Seasonal Affective Disorder

Sorry, no news articles match your request. Your search criteria may be too narrow.

Seasonal affective disorder (SAD), also known as winter depression, winter blues, summer depression, summer blues, or seasonal depression, is a mood disorder in which people who have normal mental health throughout most of the year experience depressive symptoms in the winter or summer, spring or autumn year after year. In the Diagnostic and Statistical Manual of Mental Disorders (DSM-IV), SAD is not a unique mood disorder, but is "a specifier of major depression".

Although experts were initially skeptical, this condition is now recognized as a common disorder, with its prevalence in the U.S. ranging from 1.4 percent in Florida to 9.7 percent in New Hampshire.

The U.S. National Library of Medicine notes that "some people experience a serious mood change when the seasons change. They may sleep too much, have little energy, and may also feel depressed. Though symptoms can be severe, they usually clear up." The condition in the summer is often referred to as reverse seasonal affective disorder, and can also include heightened anxiety.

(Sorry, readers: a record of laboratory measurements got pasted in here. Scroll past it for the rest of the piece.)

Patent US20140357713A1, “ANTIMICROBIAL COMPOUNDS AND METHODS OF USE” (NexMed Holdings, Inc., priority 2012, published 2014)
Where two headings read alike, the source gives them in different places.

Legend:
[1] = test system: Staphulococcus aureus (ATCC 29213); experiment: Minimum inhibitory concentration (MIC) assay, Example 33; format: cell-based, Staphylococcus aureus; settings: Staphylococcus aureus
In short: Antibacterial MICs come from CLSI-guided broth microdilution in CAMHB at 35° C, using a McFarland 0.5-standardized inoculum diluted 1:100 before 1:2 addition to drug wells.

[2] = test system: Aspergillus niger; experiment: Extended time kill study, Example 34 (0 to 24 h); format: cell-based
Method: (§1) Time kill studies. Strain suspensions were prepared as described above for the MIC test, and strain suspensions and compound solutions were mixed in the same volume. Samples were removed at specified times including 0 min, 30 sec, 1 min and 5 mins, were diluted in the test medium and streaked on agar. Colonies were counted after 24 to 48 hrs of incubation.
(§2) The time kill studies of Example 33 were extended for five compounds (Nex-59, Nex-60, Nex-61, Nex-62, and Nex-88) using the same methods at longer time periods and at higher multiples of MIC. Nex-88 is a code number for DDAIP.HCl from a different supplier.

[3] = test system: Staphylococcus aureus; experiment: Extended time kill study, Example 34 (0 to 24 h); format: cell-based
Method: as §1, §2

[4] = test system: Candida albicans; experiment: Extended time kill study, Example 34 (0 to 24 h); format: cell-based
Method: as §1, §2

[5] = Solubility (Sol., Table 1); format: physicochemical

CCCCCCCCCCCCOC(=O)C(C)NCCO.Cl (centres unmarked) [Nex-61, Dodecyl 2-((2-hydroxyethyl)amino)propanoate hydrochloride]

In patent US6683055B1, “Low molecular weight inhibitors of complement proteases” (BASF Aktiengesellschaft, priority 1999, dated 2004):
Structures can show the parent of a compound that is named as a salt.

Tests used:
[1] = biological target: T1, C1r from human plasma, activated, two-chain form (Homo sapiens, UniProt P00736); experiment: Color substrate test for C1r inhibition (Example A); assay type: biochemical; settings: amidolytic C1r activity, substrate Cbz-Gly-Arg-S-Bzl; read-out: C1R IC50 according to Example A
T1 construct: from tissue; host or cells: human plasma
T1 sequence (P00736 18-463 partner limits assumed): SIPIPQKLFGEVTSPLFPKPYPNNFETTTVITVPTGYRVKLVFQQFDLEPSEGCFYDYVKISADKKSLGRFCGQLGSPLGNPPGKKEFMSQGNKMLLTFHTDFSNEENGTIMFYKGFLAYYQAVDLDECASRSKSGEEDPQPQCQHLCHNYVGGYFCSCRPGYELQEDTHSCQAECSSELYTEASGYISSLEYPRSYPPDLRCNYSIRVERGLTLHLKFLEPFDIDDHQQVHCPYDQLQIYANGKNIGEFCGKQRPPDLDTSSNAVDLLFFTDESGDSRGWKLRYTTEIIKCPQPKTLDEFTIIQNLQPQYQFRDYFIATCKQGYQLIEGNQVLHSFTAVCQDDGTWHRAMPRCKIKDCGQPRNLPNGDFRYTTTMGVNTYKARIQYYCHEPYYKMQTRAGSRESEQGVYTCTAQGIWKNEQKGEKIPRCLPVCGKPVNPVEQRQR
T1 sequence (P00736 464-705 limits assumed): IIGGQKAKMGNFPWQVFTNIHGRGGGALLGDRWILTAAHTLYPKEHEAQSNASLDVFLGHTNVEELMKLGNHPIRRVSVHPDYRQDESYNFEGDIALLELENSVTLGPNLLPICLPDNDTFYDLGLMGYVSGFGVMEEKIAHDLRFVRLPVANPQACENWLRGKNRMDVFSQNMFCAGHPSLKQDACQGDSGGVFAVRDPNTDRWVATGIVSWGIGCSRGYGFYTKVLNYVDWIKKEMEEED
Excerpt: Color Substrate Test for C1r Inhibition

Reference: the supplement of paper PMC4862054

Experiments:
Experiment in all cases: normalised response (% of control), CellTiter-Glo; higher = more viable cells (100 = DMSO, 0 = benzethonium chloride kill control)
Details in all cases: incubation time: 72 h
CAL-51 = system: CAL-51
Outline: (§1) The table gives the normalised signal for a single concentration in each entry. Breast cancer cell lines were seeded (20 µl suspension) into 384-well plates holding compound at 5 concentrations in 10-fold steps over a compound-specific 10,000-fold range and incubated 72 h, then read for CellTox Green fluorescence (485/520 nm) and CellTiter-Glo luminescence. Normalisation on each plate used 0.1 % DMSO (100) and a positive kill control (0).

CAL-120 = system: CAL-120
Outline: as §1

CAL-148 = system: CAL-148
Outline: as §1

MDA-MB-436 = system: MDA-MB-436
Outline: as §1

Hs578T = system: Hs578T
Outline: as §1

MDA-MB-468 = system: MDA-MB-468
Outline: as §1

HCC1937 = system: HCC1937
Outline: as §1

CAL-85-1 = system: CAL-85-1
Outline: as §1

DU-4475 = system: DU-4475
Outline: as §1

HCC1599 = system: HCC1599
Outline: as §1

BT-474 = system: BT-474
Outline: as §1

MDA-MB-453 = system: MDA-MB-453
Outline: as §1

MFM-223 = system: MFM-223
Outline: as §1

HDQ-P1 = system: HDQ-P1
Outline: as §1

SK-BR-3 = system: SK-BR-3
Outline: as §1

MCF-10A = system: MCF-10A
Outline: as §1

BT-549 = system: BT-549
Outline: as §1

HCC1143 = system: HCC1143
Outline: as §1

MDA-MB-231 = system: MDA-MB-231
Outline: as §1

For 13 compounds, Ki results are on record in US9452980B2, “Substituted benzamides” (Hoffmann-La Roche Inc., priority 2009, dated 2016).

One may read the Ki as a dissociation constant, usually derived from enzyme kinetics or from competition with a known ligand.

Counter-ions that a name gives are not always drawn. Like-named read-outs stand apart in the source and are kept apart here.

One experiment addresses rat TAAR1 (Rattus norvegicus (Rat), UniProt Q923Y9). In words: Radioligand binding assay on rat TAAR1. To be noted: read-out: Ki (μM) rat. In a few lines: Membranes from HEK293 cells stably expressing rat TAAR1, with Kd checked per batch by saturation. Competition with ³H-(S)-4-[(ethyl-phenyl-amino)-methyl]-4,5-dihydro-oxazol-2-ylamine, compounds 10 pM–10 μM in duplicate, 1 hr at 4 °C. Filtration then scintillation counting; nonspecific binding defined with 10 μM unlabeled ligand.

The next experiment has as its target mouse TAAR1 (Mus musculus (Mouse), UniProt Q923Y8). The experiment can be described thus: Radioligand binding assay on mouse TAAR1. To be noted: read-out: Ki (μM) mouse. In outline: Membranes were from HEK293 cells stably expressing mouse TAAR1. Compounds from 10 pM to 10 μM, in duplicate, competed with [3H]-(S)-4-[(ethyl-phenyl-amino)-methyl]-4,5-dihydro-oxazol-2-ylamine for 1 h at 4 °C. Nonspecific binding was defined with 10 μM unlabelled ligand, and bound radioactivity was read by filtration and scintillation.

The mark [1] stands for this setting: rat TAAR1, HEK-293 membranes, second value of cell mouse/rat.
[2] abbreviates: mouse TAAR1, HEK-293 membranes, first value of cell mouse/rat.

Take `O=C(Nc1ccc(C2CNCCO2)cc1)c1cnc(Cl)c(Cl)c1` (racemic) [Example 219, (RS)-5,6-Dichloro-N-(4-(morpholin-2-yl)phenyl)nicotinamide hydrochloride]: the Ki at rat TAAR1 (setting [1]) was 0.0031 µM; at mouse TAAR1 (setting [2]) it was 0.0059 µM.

SAD was formally described and named in 1984 by Norman E. Rosenthal and colleagues at the National Institute of Mental Health.

There are many different treatments for classic hormones (winter-based) seasonal affective disorder, including light therapy with sunlight or bright lights, antidepressant medication, cognitive-behavioral therapy, ionized-air administration, and carefully timed supplementation of the hormone melatonin.

This text uses material from Wikipedia licensed under CC BY-SA

Latest Spotlight News

A new way to diagnose malaria, using magnetic fields

Over the past several decades, malaria diagnosis has changed very little. After taking a blood sample from a patient, a technician smears the blood across a glass slide, stains it with a special dye, and ...

Gene clues to glaucoma risk

Scientists on Sunday said they had identified six genetic variants linked to glaucoma, a discovery that should help earlier diagnosis and better treatment for this often-debilitating eye disease.

Memory in silent neurons

According to a generally-accepted model of synaptic plasticity, a neuron that communicates with others of the same kind emits an electrical impulse as well as activating its synapses transiently. This electrical ...

Wine only protects against CVD in people who exercise

Wine only protects against cardiovascular disease (CVD) in people who exercise, according to results from the In Vino Veritas (IVV) study presented at ESC Congress today by Professor Milos Taborsky from the ...